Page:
By Cassandra Farrington
If you’re looking to launch a medical cannabis business in Massachusetts, mark March 29 on your calendar. That’s when the state’s health department will release a draft of its proposed rules covering medical marijuana production and sales, providing a glimpse into how local officials hope to regulate the industry.
It’s a crucial step that helps put the rulemaking process on the fast track. Entrepreneurs who want to launch cannabis dispensaries, grow operations and related businesses in Massachusetts are eagerly awaiting the release of final regulations on the industry so they can move forward with their business plans. The regulations will cover everything from permits and fees to security, inventory and other aspects of running an MMJ operation.
After revealing the proposed regulations, officials will formally present them on April 10 to the Massachusetts Public Health Council, a board comprised of appointed medical professionals, policy gurus and educators. Officials will hold a public hearing on the issue April 19 and use that feedback to tweak or change the proposals. The Department of Public Health will then present its final regulations on May 8. If the council signs off on the plan, the rules could go into effect as early as May 24. The state will post the draft regulations on the MMJ portion of its website. (You can read more about its official regulatory timeline here.)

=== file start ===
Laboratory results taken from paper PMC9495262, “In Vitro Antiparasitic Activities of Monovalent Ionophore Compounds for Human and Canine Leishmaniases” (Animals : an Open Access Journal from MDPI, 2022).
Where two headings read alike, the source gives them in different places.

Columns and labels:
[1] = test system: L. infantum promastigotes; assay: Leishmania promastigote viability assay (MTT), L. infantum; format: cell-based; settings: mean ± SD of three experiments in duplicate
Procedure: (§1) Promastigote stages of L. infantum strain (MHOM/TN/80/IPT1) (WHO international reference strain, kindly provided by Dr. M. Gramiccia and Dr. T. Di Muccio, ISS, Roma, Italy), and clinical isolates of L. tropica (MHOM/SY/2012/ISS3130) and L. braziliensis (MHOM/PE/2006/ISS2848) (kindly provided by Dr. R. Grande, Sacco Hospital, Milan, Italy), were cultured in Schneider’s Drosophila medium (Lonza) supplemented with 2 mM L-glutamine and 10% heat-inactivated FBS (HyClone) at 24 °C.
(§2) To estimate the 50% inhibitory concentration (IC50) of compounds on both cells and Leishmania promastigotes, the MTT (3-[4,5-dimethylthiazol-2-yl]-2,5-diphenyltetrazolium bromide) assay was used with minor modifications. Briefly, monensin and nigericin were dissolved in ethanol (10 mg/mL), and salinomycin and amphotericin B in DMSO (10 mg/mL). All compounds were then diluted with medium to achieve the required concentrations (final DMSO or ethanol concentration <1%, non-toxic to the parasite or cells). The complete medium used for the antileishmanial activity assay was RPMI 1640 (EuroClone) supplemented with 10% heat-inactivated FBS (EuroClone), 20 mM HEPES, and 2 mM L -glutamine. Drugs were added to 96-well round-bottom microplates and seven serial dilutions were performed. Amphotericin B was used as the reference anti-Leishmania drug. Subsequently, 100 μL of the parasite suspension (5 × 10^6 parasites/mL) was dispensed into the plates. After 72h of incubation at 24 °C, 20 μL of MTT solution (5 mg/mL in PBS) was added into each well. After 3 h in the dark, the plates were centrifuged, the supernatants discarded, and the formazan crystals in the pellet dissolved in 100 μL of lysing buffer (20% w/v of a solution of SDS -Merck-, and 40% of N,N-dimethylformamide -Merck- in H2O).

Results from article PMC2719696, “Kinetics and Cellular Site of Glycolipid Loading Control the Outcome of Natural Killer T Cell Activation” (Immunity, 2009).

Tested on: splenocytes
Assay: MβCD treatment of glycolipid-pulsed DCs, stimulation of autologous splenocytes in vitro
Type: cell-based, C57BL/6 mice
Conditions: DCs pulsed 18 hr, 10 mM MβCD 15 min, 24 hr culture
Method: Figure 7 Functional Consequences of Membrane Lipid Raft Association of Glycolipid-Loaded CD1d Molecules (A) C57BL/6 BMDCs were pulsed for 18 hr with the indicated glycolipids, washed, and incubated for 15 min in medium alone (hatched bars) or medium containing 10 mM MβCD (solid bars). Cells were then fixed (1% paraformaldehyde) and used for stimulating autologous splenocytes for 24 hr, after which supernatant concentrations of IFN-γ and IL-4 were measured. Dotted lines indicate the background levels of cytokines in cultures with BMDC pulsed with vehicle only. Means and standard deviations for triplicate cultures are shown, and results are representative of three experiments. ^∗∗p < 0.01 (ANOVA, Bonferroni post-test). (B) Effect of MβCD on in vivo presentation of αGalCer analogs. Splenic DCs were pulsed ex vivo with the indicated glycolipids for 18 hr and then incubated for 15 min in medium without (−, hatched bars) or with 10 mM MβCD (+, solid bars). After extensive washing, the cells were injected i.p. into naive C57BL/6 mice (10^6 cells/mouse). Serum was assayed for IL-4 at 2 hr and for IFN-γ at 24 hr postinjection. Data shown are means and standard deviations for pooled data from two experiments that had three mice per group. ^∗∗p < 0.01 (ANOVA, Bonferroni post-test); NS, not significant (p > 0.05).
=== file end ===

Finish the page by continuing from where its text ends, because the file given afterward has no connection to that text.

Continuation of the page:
“In addition to respecting the instruction of the voters, we feel it is important to put forward these regulations into the public domain as quickly as possible, so as to allow prospective medical marijuana treatment center applicants sufficient time to study our regulations prior to engaging in a competitive application process this summer and fall,” the health department said in a letter to the council announcing the regulatory timeline.
The state’s medical cannabis industry also received good news in another area this week when state Attorney General Martha Coakley ruled that municipalities cannot pass outright bans on dispensaries. (You can read the full decision here.)
The AG did agree, however, that the communities should retain the power to regulate medical marijuana businesses within their borders, possibly extending that power to determining where they will be allowed locate. This ruling took the form of approving what is a temporary moratorium against dispensaries passed by Burlington until the municipality decides how it wishes to zone and regulate local marijuana businesses.
The willingness of the AG to strike a middle ground should be heartening to would-be dispensary owners in the state. We’ve seen state after state go too far to one side or the other with regards to regulations, in some cases throttling business opportunities and in others creating a “Wild West” atmosphere that gives the entire industry a bad name. The important role of government in providing a stable regulatory environment for marijuana business cannot be denied.
The National Cannabis Industry Association is hosting an event for MMJ entrepreneurs this weekend in Boston that will address the regulatory timeline and related issues. Medical Marijuana Business Daily Editor Chris Walsh will present some key findings from the publication’s Marijuana Business Factbook 2013, which provides a comprehensive overview of the industry from a business and financial perspective and includes exclusive state-by-state and national data.